coincident
/koh in"si deuhnt/, adj. 1. happening at the same time. 2. coinciding; occupying the same place or position. 3. exactly corresponding. 4. in exact agreement (usually fol. by ...
coincident indicator
an economic indicator, as gross national product, that typically fluctuates in correlation with the total economy. * * *
coincidental
—coincidentally, coincidently /koh in"si deuhnt lee/, adv. /koh in'si den"tl/, adj. 1. happening by or resulting from coincidence; by chance: a coincidental meeting. 2. ...
coincidentally
See coincidental. * * *
coincidently
See coincidentally. * * *
Coindre, André
▪ French priest born Feb. 26, 1787, Lyon died May 30, 1826, Blois, Fr.       founder of the Fratres a Sacratissimo Corde Iesu (Brothers of the Sacred Heart), a Roman ...
coiner
See coinable. * * *
coinfectious immunity
/koh'in fek"sheuhs/ premunition. * * *
coinheritance
/koh'in her"i teuhns/, n. joint inheritance. [1590-1600; CO- + INHERITANCE] * * *
coinstantaneous
—coinstantaneously, adv. /koh'in steuhn tay"nee euhs/, adj. occurring or existing at the same instant; simultaneous. [1760-70; CO- + INSTANTANEOUS] * * *
coinsurance
/koh'in shoor"euhns, -sherr"-/, n. 1. insurance underwritten jointly with another or others. 2. a form of property insurance in which an insurer assumes liability only for that ...
coinsure
—coinsurable, adj. /koh'in shoor", -sherr"-/, v.t., v.i., coinsured, coinsuring. 1. to insure jointly with another or others. 2. to insure on the basis of ...
coinsurer
/koh'in shoor"euhr, -sherr"-/, n. 1. a person or firm that contracts as an insurer jointly with another or others. 2. an insured who is liable to bear part of the loss under a ...
Cointreau
/kwahn"troh/; Fr. /kwaonn trddoh"/, Trademark. a colorless, orange-flavored liqueur. * * *
coinventor
/koh'in ven"teuhr/, n. one of two or more joint inventors. [1885-90; CO- + INVENTOR] * * *
Coipasa Salt Flat
▪ salt flat, Bolivia Spanish  Salar de Coipasa        salt flat, in the arid but colourful Altiplano of Bolivia, about 100 miles (160 km) southwest of the city of ...
coir
/koyr/, n. the prepared fiber of the husk of the coconut fruit, used in making rope, matting, etc. [1575-85; < Malayalam kayaru cord; r. cairo < Pg < Tamil kayiru rope] * * ...
coistrel
/koy"streuhl/, n. Archaic. a scoundrel; knave. [1570-80; ME custrell, appar. < MF coustillier, coustelier, one armed with a cou(s)telle dagger (fem. deriv. of coutel knife < L ...
coital
See coitus. * * *
coital exanthema
Vet. Pathol. a common venereal disease affecting horses and cattle, caused by a virus and characterized by the appearance of pustules on the mucous membranes of the genital ...
coitally
See coital. * * *
Coiter, Volcher
▪ Dutch physician Coiter also spelled  Coyter, or Koyter   born 1534, Groningen, Neth. died 1590?       physician who established the study of comparative osteology ...
coition
—coitional, adj. /koh ish"euhn/, n. coitus. [1535-45; < L coition- (s. of coitio) a coming together, equiv. to coi- var. s. of coire to come together (co- CO- + ire to go) + ...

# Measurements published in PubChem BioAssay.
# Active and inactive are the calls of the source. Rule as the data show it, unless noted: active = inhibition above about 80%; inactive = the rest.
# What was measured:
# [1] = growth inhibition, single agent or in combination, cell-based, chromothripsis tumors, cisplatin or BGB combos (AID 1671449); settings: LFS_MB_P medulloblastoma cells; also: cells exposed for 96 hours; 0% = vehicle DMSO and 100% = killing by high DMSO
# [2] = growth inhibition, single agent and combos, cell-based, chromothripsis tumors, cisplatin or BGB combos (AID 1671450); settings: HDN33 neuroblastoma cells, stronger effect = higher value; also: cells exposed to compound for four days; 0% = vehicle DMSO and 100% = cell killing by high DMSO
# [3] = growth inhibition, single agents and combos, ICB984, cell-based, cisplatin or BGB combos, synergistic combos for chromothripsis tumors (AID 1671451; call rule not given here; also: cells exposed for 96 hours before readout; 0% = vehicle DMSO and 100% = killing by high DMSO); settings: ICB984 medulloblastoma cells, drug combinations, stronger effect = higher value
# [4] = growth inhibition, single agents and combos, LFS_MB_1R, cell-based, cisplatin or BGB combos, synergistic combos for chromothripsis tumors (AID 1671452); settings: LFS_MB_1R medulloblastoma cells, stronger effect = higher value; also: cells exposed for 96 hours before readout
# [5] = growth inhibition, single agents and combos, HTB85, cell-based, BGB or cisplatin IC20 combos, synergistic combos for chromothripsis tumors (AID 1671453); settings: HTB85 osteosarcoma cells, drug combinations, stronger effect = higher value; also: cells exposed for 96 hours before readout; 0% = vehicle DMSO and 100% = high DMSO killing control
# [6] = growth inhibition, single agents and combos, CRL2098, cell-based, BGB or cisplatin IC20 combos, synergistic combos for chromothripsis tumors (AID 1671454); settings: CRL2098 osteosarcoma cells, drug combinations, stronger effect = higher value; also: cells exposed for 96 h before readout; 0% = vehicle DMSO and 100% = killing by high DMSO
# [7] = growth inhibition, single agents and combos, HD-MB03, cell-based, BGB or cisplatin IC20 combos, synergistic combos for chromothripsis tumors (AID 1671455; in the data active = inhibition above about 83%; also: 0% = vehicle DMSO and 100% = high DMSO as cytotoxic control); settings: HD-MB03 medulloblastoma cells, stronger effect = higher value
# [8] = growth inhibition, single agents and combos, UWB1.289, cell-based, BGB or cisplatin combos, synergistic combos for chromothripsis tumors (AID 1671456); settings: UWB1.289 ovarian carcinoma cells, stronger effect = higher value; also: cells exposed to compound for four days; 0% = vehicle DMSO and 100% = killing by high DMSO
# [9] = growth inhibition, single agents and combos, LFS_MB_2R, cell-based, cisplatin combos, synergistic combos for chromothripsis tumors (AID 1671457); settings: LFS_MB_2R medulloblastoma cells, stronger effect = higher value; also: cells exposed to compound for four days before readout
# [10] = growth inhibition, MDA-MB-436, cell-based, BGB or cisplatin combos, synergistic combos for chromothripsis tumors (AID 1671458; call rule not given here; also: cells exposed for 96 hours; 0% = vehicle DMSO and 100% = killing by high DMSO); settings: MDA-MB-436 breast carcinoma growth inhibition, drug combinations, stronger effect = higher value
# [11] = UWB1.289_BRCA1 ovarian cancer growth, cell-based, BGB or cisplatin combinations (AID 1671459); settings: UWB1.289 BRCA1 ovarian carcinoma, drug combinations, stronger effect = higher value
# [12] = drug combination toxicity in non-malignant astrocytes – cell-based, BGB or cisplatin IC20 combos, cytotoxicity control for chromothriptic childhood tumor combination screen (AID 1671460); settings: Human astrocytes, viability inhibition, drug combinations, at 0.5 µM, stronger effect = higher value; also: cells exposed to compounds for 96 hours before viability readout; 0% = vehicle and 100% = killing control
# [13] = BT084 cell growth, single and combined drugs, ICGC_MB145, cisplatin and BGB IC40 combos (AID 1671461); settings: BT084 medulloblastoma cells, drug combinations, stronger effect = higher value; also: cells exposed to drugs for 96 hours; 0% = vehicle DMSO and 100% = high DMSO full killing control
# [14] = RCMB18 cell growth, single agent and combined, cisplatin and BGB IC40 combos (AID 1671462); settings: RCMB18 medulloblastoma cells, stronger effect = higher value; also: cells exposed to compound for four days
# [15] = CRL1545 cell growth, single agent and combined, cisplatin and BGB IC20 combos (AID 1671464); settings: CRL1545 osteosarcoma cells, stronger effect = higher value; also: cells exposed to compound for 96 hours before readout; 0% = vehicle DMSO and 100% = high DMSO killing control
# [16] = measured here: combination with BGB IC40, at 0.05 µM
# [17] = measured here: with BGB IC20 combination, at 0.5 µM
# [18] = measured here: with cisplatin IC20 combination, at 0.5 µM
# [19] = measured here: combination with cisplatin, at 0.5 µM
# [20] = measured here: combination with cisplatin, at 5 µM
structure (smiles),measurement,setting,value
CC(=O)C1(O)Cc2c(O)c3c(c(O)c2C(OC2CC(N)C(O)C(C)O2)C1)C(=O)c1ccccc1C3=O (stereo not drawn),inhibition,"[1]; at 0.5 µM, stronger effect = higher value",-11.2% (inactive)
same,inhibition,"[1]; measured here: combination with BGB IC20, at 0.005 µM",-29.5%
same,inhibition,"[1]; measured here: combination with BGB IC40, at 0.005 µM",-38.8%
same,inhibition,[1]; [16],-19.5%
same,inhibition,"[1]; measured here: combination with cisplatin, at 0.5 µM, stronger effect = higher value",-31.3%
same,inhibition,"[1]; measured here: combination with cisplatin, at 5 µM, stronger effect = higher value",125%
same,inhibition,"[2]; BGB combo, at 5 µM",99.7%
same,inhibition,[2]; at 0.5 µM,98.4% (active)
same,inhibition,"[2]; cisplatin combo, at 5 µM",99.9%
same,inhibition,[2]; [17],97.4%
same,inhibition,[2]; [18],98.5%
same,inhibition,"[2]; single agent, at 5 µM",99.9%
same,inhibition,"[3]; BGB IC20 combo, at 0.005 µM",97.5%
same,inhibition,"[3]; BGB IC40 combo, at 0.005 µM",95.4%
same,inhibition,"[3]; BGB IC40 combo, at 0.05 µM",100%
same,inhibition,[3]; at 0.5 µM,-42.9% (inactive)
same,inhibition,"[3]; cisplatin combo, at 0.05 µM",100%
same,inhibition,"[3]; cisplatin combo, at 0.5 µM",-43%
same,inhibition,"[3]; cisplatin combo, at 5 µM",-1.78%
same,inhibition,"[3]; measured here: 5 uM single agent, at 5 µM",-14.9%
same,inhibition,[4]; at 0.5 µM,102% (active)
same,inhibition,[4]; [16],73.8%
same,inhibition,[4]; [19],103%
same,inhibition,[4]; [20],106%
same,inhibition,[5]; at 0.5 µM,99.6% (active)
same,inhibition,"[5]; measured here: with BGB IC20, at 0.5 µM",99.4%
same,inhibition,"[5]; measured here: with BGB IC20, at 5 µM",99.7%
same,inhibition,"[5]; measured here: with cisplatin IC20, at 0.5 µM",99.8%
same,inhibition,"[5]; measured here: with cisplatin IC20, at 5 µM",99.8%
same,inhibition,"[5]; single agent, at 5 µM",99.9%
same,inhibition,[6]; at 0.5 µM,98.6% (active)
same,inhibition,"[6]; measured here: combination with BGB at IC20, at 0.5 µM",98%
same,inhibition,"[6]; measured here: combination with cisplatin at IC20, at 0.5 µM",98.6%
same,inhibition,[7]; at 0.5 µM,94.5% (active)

coitus
—coital, adj. —coitally, adv. /koh"i teuhs/, n. sexual intercourse, esp. between a man and a woman. [1705-15; < L: a coming together, uniting, sexual intercourse, equiv. to ...
coitus interruptus
/in'teuh rup"teuhs/, pl. coitus interrupti /in'teuh rup"tuy/. 1. coitus that is intentionally interrupted by withdrawal before ejaculation of semen into the vagina. 2. an act or ...
coitusinterruptus
coitus in·ter·rup·tus (ĭn'tə-rŭpʹtəs) n. Sexual intercourse deliberately interrupted by withdrawal of the penis from the vagina prior to ejaculation.   [New Latin : ...
Cojedes
▪ state, Venezuela       inland estado (state), northwestern Venezuela, surrounded by the states of Yaracuy and Carabobo on the north, Guárico on the east, Barinas on ...
cojones
/kaw haw"nes/; Eng. /keuh hoh"nays, -neez/, n. Spanish (sometimes vulgar). 1. (used with a pl. v.) testicles. 2. courage. * * *
Cojutepeque
▪ El Salvador       city, central El Salvador. It is located near Lake Ilopango on the Inter-American Highway (a section of the Pan-American Highway), at the northern ...
coke
coke1 —cokelike, coky, adj. /kohk/, n., v., coked, coking. Chem. n. 1. the solid product resulting from the destructive distillation of coal in an oven or closed chamber or by ...
Coke
/kook/, n. Sir Edward, 1552-1634, English jurist and writer on law. Also, Cooke. * * * Solid residue remaining after certain types of coals are heated to a high temperature out ...
coke oven
an oven for the conversion of coal into coke by heating the coal in the absence of air so as to distill the volatile ingredients. [1830-40] * * *
Coke, Sir Edward
born Feb. 1, 1552, Mileham, Norfolk, Eng. died Sept. 3, 1634, Stoke Poges, Buckinghamshire British jurist and politician. He became a lawyer in 1578 and was made solicitor ...
Coke, Thomas
▪ British clergyman born Sept. 9, 1747, Brecon, Brecknockshire, Wales died May 3, 1814, at sea en route from Liverpool to Ceylon       English clergyman, first bishop ...
Coke,Sir Edward